Although hypocritical of Judah, he pronounced a correct sentencing that would have been completely in line after the child was born with – wait for it – the Mosaic law! Why? Well, let’s go back to Genesis 3. Many laws have been given to Man by God either implicitly or explicitly. We have the sacrifices of Cain and Abel, the circumcision of Abraham, the Calendars of Abraham, the civil law that I just described of Judah, the protections from the avengers of blood for Cain. We also have the unclean and clean distinction between the animals on the ark; we have the penalty for murder given to Noah, we have children submitting to their parents, we also have the Sabbath.
God institutes the Sabbath, and it's in effect(and has been) since the beginning of creation. God set the seventh day as a day of rest, and it’s as a result, not something that’s peculiar to the Mosaic law. We should take care to note a few things though.
First: The believers of the new testament didn’t observe a Saturday Sabbath. They met on Sunday instead. Since by implication of them keeping a day of rest on Sunday, we know that the Sabbath is indeed on a Sunday.
Second: What exactly are we supposed to do on the sabbath? We are called to worship God in an organized manner after the pattern seen in Acts and as it says in Hebrews 10:25. This worship is the Christian Church Service.
Not forsaking the assembling of ourselves together, as the manner of some is; but exhorting one another: and so much the more, as ye see the day approaching.
Third: Jews aren't supposed to do many types activities on Sabbat. We, on the other hand, are allowed to do necessary works. We see this in Matthew 12:1-13 where Jesus and the disciples feed themselves on the Sabbath. It’s not as though all works except for worship are forbidden; we can feed ourselves to sustain our bodies. We are not supposed to work though. The Sabbath is in effect since the start of creation as a day of rest, and we are called to rest from all that which we are to do normally.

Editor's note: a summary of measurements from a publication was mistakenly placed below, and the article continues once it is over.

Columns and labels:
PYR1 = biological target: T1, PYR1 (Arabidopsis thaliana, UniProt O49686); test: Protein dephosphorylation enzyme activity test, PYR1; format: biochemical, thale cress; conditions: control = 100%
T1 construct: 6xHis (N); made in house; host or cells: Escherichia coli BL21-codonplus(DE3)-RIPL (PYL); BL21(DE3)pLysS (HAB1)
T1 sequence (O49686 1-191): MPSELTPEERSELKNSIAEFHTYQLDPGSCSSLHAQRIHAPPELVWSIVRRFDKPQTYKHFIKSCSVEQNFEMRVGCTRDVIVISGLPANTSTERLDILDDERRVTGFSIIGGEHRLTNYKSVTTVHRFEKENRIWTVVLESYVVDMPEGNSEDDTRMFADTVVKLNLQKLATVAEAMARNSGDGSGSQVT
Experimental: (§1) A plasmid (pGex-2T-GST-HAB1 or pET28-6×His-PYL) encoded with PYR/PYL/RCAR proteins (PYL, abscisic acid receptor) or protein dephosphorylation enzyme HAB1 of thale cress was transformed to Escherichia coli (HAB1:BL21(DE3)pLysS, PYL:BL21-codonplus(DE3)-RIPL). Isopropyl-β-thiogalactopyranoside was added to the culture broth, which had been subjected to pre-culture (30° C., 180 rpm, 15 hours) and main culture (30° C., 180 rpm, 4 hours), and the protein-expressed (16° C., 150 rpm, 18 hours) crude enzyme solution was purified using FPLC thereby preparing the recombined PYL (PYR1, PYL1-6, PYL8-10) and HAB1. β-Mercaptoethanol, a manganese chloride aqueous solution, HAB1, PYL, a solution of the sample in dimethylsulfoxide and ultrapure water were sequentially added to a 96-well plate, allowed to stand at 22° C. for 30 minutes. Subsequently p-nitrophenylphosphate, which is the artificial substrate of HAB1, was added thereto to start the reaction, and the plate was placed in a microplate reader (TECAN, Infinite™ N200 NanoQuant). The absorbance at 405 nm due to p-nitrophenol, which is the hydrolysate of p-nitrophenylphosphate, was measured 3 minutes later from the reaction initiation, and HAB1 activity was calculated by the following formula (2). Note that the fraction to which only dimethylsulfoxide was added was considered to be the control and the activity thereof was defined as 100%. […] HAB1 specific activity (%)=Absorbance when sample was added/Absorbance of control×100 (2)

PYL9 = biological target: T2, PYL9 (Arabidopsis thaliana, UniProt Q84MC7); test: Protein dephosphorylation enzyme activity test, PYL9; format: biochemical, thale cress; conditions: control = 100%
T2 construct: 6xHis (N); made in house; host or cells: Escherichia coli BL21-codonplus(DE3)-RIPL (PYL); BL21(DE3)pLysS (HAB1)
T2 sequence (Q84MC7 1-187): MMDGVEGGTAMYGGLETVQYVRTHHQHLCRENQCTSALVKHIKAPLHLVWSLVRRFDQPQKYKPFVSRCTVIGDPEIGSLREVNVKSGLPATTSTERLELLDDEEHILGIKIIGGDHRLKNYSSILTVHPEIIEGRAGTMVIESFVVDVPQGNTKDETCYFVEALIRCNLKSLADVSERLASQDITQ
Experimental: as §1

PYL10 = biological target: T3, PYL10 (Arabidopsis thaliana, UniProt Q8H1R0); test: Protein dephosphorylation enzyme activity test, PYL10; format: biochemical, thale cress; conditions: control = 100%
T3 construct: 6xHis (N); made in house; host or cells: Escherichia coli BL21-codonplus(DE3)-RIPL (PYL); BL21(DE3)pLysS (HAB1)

Fourth: Many would say that even if the Sabbath instituted in creation was a commandment to rest, it doesn’t forbid leisure which is what WLC 60 forbids. I think that this takes a particular approach to Genesis that might be unwarranted. It’s not as if God had been resting from work; he had been resting from all that he had been doing before except that which was required to maintain the universe! This point expands further in Isaiah 58:13 where it says that to keep the Sabbath, we must turn away from seeking our pleasures and doing work.
If thou turn away thy foot from the sabbath, from doing thy pleasure on my holy day; and call the sabbath a delight, the holy of the LORD, honourable; and shalt honour him, not doing thine own ways, nor finding thine own pleasure, nor speaking thine own words
Poole, M. (1853). Commentary on the Holy Bible. Randolph, Carter, and Brothers. Westminster Shorter Catechism. (1646). London. Holy Bible: King James Version. (2012). Peabody, MA: Hendrickson .
Submitted by I_need_to_argue